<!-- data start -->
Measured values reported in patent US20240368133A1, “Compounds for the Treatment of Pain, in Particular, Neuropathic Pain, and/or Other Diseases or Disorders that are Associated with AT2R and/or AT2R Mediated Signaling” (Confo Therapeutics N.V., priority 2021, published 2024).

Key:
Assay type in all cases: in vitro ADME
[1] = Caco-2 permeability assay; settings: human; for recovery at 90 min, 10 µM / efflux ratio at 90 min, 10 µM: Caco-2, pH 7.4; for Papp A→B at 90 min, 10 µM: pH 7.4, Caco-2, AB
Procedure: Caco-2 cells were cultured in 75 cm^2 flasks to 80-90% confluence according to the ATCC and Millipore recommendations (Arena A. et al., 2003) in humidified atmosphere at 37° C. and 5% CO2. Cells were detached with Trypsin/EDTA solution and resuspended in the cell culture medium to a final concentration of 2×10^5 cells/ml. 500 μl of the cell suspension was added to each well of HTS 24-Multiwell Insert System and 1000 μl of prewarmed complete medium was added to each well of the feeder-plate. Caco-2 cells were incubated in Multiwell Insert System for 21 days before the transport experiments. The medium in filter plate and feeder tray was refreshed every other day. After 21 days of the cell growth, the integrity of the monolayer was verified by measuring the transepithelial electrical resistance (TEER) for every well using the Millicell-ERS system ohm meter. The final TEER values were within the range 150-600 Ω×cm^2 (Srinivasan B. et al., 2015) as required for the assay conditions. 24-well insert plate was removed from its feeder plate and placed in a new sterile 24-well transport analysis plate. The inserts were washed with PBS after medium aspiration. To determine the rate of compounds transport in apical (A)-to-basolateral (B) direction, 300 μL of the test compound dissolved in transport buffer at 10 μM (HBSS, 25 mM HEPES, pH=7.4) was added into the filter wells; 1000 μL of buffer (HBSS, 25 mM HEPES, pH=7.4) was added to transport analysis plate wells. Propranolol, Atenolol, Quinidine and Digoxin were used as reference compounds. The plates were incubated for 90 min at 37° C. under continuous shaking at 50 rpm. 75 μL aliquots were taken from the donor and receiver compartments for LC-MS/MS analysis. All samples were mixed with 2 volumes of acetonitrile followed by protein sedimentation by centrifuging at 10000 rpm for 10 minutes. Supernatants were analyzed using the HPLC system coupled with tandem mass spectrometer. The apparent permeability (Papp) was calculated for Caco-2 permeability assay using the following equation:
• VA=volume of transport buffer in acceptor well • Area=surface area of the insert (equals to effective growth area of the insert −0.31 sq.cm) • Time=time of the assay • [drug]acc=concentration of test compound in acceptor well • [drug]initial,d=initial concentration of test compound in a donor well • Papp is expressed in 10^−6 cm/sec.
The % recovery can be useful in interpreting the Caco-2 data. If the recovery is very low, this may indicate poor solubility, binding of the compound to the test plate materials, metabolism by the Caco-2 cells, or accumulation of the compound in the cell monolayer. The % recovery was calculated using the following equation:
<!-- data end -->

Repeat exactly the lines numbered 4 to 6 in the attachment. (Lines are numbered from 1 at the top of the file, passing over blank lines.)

[1] = Caco-2 permeability assay; settings: human; for recovery at 90 min, 10 µM / efflux ratio at 90 min, 10 µM: Caco-2, pH 7.4; for Papp A→B at 90 min, 10 µM: pH 7.4, Caco-2, AB
Procedure: Caco-2 cells were cultured in 75 cm^2 flasks to 80-90% confluence according to the ATCC and Millipore recommendations (Arena A. et al., 2003) in humidified atmosphere at 37° C. and 5% CO2. Cells were detached with Trypsin/EDTA solution and resuspended in the cell culture medium to a final concentration of 2×10^5 cells/ml. 500 μl of the cell suspension was added to each well of HTS 24-Multiwell Insert System and 1000 μl of prewarmed complete medium was added to each well of the feeder-plate. Caco-2 cells were incubated in Multiwell Insert System for 21 days before the transport experiments. The medium in filter plate and feeder tray was refreshed every other day. After 21 days of the cell growth, the integrity of the monolayer was verified by measuring the transepithelial electrical resistance (TEER) for every well using the Millicell-ERS system ohm meter. The final TEER values were within the range 150-600 Ω×cm^2 (Srinivasan B. et al., 2015) as required for the assay conditions. 24-well insert plate was removed from its feeder plate and placed in a new sterile 24-well transport analysis plate. The inserts were washed with PBS after medium aspiration. To determine the rate of compounds transport in apical (A)-to-basolateral (B) direction, 300 μL of the test compound dissolved in transport buffer at 10 μM (HBSS, 25 mM HEPES, pH=7.4) was added into the filter wells; 1000 μL of buffer (HBSS, 25 mM HEPES, pH=7.4) was added to transport analysis plate wells. Propranolol, Atenolol, Quinidine and Digoxin were used as reference compounds. The plates were incubated for 90 min at 37° C. under continuous shaking at 50 rpm. 75 μL aliquots were taken from the donor and receiver compartments for LC-MS/MS analysis. All samples were mixed with 2 volumes of acetonitrile followed by protein sedimentation by centrifuging at 10000 rpm for 10 minutes. Supernatants were analyzed using the HPLC system coupled with tandem mass spectrometer. The apparent permeability (Papp) was calculated for Caco-2 permeability assay using the following equation:
• VA=volume of transport buffer in acceptor well • Area=surface area of the insert (equals to effective growth area of the insert −0.31 sq.cm) • Time=time of the assay • [drug]acc=concentration of test compound in acceptor well • [drug]initial,d=initial concentration of test compound in a donor well • Papp is expressed in 10^−6 cm/sec.